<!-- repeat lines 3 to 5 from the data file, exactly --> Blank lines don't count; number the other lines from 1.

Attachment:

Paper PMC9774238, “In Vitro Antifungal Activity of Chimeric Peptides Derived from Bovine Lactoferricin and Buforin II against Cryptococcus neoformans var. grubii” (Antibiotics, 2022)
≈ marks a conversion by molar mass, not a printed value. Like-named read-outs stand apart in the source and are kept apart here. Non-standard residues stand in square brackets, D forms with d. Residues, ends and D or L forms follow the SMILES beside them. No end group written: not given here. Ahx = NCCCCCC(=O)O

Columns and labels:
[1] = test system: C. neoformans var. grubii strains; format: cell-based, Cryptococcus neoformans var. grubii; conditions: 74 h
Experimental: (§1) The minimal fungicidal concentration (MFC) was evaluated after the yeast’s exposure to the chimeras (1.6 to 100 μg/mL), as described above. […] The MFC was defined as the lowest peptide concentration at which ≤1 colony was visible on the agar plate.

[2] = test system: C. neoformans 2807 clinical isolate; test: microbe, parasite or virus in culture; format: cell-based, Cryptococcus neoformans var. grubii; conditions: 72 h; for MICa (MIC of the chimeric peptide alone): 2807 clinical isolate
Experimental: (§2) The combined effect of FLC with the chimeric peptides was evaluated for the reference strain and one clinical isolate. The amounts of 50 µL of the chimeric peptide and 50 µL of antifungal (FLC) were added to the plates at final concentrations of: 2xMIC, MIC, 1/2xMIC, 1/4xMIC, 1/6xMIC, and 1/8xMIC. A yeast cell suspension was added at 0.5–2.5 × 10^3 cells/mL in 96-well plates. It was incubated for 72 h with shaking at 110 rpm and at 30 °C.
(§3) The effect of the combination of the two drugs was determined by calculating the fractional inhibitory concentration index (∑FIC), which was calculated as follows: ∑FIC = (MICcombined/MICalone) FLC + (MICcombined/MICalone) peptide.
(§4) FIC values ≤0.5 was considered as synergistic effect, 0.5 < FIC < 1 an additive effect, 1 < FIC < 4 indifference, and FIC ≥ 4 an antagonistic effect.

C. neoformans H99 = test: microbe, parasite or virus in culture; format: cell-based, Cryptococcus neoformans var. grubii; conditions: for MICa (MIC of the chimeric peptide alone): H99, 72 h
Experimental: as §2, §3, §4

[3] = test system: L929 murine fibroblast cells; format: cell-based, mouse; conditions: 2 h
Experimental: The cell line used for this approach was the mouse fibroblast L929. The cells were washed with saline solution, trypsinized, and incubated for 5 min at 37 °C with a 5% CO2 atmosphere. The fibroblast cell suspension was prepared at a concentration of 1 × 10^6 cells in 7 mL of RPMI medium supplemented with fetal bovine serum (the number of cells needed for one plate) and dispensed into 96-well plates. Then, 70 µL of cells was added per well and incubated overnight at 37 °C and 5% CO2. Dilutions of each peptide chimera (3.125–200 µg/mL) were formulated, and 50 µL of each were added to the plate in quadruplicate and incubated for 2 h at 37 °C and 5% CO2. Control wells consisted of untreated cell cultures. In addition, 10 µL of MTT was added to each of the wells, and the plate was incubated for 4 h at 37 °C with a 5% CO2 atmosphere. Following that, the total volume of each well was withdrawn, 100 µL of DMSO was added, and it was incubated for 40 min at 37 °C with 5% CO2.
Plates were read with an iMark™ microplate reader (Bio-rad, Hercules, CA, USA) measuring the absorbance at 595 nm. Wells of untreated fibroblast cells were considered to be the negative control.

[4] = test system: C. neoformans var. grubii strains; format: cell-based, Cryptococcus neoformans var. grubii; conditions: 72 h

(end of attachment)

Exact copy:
Columns and labels:
[1] = test system: C. neoformans var. grubii strains; format: cell-based, Cryptococcus neoformans var. grubii; conditions: 74 h
Experimental: (§1) The minimal fungicidal concentration (MFC) was evaluated after the yeast’s exposure to the chimeras (1.6 to 100 μg/mL), as described above. […] The MFC was defined as the lowest peptide concentration at which ≤1 colony was visible on the agar plate.